Where I’ve Been, Where I’m Going…

You may have noticed that I have been out of the writing loop for a while. I don’t have a note signed by “Juan Epstein’s mother” to excuse me but I do have reasons for my prolonged absence.

I didn’t give up writing. What I did was I gave up publishing what I had written. Because it wasn’t funny. It was, in fact, very angry. Essays that were meant to address the frivolities of life in what I always hope comes across in a whimsical tone, devolved, instead, into diatribes where I railed against our current President, his administration, the press, the electorate, blah, blah, blah, blah, blah.

There is enough of that going on in the world, in social media, in the mainstream media, in grocery stores, coffee shops, and workplaces. While I am aware that I do my part to add to the divisiveness on my Facebook page, I didn’t want to add to it here. This is where I try to be more light-hearted. And, really, does it make any difference that I think that this country is headed for disaster, going to hell in a handbasket? It does not.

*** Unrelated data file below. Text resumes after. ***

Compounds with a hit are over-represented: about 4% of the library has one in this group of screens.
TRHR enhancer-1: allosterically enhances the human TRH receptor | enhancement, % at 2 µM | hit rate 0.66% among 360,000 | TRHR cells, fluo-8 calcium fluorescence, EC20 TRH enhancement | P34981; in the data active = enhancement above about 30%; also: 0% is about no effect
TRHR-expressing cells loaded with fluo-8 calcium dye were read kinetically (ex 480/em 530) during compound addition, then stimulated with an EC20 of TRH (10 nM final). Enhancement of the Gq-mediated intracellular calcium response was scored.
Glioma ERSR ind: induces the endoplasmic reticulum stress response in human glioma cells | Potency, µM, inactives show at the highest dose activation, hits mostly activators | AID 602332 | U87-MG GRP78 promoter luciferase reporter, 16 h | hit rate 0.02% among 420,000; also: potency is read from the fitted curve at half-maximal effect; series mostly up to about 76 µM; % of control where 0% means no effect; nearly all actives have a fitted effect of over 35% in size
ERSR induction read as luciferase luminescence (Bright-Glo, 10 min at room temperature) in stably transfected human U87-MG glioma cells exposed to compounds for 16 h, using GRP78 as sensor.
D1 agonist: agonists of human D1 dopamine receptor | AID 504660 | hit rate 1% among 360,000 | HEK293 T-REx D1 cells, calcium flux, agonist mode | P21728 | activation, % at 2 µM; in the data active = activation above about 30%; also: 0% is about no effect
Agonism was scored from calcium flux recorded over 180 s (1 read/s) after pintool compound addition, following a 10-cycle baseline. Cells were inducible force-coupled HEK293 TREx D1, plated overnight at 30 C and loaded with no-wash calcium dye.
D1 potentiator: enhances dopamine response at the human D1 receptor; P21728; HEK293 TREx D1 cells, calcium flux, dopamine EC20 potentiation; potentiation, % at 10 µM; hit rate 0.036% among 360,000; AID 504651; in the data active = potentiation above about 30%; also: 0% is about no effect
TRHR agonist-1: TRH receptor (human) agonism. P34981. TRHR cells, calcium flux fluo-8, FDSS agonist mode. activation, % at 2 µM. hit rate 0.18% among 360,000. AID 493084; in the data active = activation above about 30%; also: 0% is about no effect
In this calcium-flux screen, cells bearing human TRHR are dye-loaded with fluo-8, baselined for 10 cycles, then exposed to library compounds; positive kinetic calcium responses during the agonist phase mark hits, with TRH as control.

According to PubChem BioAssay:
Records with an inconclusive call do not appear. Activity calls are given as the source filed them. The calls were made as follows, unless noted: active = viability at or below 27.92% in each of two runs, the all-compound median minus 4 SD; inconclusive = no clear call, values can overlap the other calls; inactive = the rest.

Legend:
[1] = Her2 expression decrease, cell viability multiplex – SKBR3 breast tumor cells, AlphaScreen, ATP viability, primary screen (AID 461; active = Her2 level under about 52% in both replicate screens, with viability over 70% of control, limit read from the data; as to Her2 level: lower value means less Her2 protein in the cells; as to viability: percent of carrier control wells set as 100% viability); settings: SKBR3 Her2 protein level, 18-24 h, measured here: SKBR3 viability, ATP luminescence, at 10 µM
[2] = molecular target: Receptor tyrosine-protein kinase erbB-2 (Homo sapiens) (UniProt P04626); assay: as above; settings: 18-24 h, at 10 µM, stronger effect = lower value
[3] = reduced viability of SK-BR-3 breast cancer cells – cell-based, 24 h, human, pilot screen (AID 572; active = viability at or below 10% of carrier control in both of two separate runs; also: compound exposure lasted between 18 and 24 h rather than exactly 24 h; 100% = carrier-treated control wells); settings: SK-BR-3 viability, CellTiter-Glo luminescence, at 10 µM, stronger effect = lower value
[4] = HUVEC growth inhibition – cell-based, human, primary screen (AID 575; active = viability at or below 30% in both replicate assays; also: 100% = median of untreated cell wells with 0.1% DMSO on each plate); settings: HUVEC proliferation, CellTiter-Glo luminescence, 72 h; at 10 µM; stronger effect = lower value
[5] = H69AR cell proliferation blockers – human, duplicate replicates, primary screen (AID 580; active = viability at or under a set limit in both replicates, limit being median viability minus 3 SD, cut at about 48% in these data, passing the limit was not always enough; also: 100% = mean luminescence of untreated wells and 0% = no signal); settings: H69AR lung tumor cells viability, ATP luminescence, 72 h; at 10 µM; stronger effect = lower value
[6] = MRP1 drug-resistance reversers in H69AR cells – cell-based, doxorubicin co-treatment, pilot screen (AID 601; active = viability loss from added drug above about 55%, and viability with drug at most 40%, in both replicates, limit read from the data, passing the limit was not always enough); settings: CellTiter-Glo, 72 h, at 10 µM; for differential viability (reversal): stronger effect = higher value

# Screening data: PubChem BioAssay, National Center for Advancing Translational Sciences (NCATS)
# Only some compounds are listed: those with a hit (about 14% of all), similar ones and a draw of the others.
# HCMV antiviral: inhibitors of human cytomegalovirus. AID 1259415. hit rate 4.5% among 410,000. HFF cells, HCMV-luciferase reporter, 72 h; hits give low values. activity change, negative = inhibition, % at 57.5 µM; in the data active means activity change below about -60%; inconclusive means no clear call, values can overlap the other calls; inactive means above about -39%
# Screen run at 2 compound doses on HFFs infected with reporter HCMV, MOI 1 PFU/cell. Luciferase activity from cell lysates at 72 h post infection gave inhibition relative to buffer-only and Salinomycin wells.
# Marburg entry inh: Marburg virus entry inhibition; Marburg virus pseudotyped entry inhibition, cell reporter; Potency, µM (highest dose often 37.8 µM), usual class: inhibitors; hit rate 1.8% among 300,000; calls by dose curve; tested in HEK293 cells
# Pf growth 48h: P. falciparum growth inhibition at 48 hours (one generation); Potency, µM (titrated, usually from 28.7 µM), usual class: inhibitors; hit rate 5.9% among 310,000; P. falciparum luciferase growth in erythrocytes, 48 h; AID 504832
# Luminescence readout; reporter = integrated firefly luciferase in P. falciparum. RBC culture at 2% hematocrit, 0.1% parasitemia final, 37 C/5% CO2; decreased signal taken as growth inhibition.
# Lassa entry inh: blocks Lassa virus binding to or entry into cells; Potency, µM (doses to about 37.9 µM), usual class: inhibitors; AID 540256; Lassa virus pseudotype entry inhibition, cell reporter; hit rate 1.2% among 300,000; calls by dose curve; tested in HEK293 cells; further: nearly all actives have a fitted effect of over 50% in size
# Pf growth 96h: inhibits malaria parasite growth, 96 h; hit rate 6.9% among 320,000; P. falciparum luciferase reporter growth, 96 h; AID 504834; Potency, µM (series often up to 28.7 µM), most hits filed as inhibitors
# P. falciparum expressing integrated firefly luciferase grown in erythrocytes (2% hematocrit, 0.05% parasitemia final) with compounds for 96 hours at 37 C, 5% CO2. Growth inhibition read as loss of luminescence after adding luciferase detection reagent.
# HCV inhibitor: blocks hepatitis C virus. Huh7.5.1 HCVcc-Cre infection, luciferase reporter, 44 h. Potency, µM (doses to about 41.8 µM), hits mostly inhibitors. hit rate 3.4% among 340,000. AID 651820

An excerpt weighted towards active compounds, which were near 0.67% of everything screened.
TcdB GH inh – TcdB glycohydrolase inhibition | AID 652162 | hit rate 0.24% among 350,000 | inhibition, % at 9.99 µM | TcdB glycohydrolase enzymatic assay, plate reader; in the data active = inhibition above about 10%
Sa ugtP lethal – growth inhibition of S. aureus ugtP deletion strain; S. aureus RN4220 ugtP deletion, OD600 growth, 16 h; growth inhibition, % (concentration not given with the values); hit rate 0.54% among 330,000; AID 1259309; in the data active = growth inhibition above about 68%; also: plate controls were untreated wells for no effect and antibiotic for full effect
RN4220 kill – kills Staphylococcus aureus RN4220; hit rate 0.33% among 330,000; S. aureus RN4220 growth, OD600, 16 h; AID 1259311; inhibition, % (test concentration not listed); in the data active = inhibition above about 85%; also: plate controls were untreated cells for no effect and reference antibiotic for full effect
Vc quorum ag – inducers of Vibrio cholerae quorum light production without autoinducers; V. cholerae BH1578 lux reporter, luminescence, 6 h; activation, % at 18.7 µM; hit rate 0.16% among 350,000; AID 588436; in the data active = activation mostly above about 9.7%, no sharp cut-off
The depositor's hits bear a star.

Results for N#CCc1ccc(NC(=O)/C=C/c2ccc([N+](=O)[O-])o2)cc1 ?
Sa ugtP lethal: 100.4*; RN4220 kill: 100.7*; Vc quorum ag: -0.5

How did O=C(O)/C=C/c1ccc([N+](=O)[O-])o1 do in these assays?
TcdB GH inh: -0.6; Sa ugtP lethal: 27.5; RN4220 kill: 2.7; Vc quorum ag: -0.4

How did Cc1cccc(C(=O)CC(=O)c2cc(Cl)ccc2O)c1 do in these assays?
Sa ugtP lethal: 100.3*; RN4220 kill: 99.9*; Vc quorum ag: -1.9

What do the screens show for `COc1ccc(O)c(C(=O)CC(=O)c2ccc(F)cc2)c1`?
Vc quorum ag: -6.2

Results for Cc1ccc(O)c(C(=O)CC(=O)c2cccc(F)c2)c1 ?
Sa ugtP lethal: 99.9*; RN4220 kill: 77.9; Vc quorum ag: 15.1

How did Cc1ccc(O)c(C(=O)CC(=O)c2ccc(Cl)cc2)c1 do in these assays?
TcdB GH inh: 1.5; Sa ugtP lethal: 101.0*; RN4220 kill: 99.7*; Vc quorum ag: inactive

What I have to say, have said, hasn’t convinced any of my right-wing friends to come around to my way of thinking over on The Facebook, why would anything I have to say here make a difference? It won’t.

Not that the nonsense, the minutiae, of my every day life is important, either, but I have been told that it can be, has been, an amusing diversion in the lives of some of my more dedicated readers. Much to my husband’s chagrin, I have decided to go back to using this space to tell my stories.

Unfortunately for my husband, the much put-upon Fang, my stories often include him and/or our daughter, the lovely and quick-witted, Fangette. And that is a slippery slope.

I tried to remove them from my anecdotes because they wanted to be removed. They tend to take what I write to heart — and they take everything that I say very literally. Bad feelings have been a result of some of the things that I have written about them. And that was never my intention.